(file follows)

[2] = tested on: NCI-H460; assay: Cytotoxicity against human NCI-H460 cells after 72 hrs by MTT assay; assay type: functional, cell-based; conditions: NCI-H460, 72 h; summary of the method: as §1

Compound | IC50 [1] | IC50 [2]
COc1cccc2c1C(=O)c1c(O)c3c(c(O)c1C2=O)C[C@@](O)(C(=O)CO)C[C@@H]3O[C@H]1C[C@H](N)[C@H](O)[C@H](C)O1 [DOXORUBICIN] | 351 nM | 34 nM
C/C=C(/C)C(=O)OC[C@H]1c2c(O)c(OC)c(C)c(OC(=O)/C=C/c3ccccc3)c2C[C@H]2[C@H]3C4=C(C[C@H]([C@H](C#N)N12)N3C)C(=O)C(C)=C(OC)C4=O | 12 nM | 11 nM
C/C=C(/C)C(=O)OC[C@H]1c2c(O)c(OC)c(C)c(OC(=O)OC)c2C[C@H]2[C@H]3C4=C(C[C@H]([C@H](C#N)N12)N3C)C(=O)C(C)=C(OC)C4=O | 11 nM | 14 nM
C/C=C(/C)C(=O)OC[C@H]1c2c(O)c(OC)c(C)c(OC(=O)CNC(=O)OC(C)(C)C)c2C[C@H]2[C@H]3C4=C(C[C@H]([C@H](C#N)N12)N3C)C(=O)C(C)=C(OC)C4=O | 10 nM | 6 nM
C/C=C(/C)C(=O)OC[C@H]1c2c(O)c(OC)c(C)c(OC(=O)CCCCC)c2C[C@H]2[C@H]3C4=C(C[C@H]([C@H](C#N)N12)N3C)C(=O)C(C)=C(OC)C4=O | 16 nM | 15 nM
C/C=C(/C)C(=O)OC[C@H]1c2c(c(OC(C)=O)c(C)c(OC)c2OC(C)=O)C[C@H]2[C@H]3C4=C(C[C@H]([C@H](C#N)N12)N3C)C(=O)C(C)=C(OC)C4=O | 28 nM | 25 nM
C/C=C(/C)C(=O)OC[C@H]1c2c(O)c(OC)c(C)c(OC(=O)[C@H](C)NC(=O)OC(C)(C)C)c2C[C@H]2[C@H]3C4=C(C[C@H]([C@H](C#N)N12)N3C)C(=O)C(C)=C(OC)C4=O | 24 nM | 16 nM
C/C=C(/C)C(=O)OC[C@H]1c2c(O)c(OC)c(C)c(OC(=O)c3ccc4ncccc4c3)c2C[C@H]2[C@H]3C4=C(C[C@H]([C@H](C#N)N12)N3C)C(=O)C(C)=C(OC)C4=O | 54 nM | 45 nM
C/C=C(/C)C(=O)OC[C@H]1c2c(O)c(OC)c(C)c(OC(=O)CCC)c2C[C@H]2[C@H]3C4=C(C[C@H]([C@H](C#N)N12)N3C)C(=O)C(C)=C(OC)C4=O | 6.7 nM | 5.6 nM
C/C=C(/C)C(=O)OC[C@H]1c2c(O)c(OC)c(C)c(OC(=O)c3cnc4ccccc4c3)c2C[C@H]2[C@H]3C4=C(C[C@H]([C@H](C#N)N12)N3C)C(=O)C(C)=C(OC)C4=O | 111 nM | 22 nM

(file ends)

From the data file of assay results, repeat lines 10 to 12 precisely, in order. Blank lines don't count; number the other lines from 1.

C/C=C(/C)C(=O)OC[C@H]1c2c(O)c(OC)c(C)c(OC(=O)c3ccc4ncccc4c3)c2C[C@H]2[C@H]3C4=C(C[C@H]([C@H](C#N)N12)N3C)C(=O)C(C)=C(OC)C4=O | 54 nM | 45 nM
C/C=C(/C)C(=O)OC[C@H]1c2c(O)c(OC)c(C)c(OC(=O)CCC)c2C[C@H]2[C@H]3C4=C(C[C@H]([C@H](C#N)N12)N3C)C(=O)C(C)=C(OC)C4=O | 6.7 nM | 5.6 nM
C/C=C(/C)C(=O)OC[C@H]1c2c(O)c(OC)c(C)c(OC(=O)c3cnc4ccccc4c3)c2C[C@H]2[C@H]3C4=C(C[C@H]([C@H](C#N)N12)N3C)C(=O)C(C)=C(OC)C4=O | 111 nM | 22 nM